Tuesday, February 2, 2021

Mendelssohn - String Symphony No. 10 In B Minor

Felix Mendelssohn's natural musical abilities were recognized early.  He began piano lessons with his mother at age six, and learned so quickly that he had his first public appearance at age nine. Felix began composition and counterpoint lessons with the esteemed teacher Carl Friedrich Zelter in Berlin about 1819. His teacher was an advocate of the J.S. Bach tradition and gave his student a thorough grounding in the works of the older master and other composers of the Baroque and Classical eras.

Mendelssohn's earliest surviving compositions date from 1820, and in 1821 he composed the first six of what was to become a total of twelve symphonies for strings. These were written as composition exercises for his teacher, and the completed the set in 1823 when he was 14 years old. The string symphonies were thought lost for many years but they turned up in a library in Berlin after World War Two. These dozen string symphonies quickly led to Mendelssohn's early masterpieces the String Octet written at age sixteen and the Overture To A Midsummer Night's Dream written a year later.

Carl Zelter
The first six string symphonies are written in 3 movements with the later ones in 4 movements with the exception of No. 10 In B Minor which has one movement, and No. 11 In F Major which has 5 movements. No. 10 In B Minor may have had at least two more movements but they are lost.  The work was written when Mendelssohn was 14 years old. There are three tempo designations in the work:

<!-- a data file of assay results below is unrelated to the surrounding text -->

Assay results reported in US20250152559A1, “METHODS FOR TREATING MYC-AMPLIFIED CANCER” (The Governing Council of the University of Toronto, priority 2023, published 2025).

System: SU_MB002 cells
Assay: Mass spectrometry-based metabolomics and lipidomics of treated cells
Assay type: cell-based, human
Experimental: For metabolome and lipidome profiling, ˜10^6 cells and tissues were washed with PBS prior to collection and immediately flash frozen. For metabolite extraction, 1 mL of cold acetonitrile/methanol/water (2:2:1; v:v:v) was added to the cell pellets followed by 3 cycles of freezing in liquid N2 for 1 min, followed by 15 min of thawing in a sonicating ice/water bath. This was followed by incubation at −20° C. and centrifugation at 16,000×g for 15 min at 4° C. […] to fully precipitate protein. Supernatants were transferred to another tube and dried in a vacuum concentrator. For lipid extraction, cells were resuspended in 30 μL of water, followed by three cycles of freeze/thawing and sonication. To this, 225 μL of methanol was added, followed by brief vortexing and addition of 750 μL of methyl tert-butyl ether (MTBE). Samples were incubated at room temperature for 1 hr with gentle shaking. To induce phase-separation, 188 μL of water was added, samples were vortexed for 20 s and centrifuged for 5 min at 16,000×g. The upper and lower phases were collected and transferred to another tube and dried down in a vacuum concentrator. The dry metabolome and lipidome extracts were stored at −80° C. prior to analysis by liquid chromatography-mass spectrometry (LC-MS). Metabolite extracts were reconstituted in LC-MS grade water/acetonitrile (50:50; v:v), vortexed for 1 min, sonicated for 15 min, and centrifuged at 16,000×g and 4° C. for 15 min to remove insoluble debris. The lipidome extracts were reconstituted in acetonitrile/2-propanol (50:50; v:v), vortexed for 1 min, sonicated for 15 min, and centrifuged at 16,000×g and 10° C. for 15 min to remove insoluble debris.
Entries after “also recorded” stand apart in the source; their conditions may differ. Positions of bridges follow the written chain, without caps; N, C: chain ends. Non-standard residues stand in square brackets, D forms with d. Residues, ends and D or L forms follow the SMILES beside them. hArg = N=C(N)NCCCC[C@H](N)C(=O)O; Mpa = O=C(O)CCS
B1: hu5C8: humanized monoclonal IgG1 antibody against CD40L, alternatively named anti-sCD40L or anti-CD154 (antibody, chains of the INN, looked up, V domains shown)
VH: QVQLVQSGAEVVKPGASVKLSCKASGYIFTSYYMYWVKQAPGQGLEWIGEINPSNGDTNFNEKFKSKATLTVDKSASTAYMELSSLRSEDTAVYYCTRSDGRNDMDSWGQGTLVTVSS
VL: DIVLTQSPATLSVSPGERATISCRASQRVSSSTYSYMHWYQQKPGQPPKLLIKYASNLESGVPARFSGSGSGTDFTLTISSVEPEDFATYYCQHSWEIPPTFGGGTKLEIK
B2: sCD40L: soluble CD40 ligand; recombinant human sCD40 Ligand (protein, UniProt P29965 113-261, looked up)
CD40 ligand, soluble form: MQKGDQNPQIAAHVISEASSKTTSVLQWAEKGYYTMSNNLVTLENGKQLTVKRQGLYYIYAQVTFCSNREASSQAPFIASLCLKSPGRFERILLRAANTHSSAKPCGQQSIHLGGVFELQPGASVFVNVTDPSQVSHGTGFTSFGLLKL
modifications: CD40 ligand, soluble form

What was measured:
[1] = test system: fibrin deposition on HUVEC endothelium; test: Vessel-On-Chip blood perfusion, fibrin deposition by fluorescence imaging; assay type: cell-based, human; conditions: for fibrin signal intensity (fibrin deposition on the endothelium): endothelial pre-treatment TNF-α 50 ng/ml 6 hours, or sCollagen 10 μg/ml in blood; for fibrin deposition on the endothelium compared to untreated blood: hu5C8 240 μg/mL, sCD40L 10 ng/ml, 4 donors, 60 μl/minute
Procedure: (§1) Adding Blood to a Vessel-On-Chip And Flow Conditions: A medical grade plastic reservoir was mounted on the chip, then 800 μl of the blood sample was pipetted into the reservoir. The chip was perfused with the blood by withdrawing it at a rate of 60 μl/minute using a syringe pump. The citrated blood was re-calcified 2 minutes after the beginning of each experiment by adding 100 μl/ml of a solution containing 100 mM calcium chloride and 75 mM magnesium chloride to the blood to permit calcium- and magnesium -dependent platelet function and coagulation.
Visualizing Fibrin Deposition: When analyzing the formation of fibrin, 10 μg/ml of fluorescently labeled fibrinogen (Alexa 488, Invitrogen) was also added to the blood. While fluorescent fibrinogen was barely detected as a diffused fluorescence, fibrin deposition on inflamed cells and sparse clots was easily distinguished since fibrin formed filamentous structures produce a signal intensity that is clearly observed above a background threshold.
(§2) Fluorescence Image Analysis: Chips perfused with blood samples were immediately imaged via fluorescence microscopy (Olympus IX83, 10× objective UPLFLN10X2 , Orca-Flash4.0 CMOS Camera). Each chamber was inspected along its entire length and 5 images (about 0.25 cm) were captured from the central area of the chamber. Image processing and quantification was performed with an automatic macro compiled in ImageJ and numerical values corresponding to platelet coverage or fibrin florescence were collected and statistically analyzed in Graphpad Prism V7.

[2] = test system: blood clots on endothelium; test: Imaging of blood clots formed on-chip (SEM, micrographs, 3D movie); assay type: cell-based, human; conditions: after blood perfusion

Adagio -  A slow introduction begins this work with a nod to the music of J.S. Bach in feeling if not in construction. Towards the end the music lightens in mood and pays homage to Haydn and Mozart.

Allegro -  The beginning of the movement proper is a sudden shift in tempo and mood that reflects C.P.E. Bach's empfindsamer Stil with the first theme in early Haydn's Sturm und Drang style. The second theme has a rapid and busy quality that became a trademark of Mendelssohn's style. A third section adds additional material that leads up to the traditional repeat of the exposition. The development section repeats the two themes in various guises with few real surprises but a deftness in handling the material that is amazing for a composer of but 14 years.  The recapitulation begins with the first theme, and after a short section of transition the second theme returns in the home key of B minor.

Piu presto - The music increases in tempo and rushes breathlessly in a short coda that ends the work.

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